9. Do you think eligibility for student financial support should be fixed according to an assessment at the start of their course (i.e. with reference to the relevant date)?

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Unlike assessment of household income (which is used to determine the level and type of living cost support which students receive), eligibility on the grounds of residence as the trigger for accessing home fee status / living cost support is not reassessed every year of the course. If a student is deemed eligible / ineligible on the grounds of residence on the relevant date, then that status applies for the duration of that course. This approach enables consistency with tuition fee status awarded by colleges or universities. Each institution will determine a fee status for students and that will be the student’s fee status for the duration of the course. Having a set of rules that could result in a change in status part-way through a course could impact on institutions’ finances (for instance, if a student stopped paying international fees and became eligible to pay the home fee rate part-way through a course).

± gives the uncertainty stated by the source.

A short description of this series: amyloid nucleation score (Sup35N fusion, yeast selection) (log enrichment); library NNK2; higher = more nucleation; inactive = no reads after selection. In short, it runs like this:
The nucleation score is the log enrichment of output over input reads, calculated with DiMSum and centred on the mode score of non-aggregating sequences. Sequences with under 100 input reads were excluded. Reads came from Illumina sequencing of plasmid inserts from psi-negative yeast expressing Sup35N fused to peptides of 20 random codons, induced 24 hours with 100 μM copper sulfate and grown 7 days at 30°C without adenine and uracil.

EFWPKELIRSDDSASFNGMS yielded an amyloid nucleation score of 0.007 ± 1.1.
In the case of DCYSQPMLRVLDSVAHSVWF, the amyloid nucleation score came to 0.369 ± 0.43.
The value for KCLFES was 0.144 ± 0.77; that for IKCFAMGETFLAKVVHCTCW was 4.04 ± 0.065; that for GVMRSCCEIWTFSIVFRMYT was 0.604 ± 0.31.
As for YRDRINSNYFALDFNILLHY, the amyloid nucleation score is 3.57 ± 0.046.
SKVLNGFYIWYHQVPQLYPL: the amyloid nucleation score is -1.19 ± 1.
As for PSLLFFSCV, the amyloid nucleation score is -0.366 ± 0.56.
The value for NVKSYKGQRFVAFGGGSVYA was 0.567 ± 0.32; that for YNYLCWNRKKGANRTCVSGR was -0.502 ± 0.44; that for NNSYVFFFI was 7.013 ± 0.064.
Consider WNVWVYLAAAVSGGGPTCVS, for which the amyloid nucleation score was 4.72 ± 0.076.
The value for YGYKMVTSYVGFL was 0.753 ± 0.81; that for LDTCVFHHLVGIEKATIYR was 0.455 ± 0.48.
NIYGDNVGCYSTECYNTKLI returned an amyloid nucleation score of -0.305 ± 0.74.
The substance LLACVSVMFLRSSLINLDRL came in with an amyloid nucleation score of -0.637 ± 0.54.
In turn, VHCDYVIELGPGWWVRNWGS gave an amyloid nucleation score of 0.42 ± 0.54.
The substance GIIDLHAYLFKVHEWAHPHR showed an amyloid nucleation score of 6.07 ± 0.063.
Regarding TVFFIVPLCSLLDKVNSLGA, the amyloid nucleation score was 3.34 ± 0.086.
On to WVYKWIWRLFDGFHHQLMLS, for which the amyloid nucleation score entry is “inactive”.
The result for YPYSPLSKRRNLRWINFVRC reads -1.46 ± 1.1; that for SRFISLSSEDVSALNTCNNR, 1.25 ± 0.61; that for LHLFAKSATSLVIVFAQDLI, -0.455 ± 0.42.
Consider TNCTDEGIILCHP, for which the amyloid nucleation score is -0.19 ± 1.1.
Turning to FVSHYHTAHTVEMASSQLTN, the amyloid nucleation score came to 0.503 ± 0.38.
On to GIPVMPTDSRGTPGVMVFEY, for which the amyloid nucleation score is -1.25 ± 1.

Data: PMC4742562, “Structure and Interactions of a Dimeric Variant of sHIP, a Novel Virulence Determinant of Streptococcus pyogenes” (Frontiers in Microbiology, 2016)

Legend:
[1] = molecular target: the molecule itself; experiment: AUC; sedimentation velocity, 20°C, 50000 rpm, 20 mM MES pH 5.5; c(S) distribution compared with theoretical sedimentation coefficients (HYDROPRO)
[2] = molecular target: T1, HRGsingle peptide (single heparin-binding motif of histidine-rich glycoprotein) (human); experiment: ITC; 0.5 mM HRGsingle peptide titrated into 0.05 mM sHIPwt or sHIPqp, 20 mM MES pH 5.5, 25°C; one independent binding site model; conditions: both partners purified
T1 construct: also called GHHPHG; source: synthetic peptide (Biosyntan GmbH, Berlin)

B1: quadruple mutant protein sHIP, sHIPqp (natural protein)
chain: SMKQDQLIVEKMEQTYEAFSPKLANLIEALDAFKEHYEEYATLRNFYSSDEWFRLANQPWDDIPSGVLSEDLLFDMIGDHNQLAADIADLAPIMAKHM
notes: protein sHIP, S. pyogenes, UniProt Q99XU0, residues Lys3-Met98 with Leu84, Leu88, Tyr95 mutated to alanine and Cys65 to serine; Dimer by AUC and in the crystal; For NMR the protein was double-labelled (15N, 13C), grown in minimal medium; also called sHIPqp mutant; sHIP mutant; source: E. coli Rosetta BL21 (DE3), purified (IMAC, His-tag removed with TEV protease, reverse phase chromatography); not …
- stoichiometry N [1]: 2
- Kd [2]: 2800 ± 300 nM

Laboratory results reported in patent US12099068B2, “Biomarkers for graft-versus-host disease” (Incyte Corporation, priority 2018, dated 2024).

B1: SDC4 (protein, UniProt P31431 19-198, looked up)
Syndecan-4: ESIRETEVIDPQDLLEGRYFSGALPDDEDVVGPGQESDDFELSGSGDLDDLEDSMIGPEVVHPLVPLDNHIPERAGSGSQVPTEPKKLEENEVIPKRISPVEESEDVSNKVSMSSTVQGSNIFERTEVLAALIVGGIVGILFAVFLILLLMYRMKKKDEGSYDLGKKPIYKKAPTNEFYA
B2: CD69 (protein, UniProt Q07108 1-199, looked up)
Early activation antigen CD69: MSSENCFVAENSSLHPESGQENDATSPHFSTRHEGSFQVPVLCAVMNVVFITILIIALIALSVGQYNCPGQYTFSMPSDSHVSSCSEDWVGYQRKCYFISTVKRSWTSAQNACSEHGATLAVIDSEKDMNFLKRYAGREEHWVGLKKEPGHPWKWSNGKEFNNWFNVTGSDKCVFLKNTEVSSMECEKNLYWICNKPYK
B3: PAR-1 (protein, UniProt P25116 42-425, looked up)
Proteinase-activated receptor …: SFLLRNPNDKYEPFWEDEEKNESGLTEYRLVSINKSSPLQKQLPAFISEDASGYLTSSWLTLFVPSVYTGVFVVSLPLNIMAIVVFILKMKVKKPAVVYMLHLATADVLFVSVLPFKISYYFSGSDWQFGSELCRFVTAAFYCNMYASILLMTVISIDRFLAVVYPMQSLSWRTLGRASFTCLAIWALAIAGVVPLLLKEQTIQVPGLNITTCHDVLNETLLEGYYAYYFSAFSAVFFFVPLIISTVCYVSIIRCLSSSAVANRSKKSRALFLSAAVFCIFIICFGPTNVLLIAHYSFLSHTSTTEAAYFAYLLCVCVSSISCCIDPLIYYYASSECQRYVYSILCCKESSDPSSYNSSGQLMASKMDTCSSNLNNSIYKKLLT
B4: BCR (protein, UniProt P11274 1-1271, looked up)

A reassessment process during the course could also impact ”controlled subjects”, which are (mainly medical) subjects that the Scottish Government has a policy interest in ensuring that student numbers correspond with projected staffing needs in the NHS (for example) in future years.

If, however, the assessment of eligibility for applicants could be streamlined in a manner such as that proposed in this consultation, it may be possible for SAAS to consider re-assessing some students part-way through their course if their circumstances change so as to render them eligible for home fee status or student support. If this only applied to a small number of students, then this should not have a significant impact on institutions’ financial planning or the Scottish Government’s policy on controlled subjects.

10. Do you have any comments on the sort of ‘events’ or changes in circumstances that should trigger reassessment of a student’s eligibility after the first academic year of their course?

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The Scottish Government is considering the possibility of setting out a number of ‘events’ that could trigger a re-assessment of eligibility in subsequent years of study. For example, if a student was ineligible for home fee status / student support in year one but during the course of that academic year they triggered an ‘event’ provision’, this could lead to their funding entitlement being reassessed in year two.

11. Do you have any other comments on the current policy of carrying out an assessment of eligibility on the relevant date, or the proposals to change it?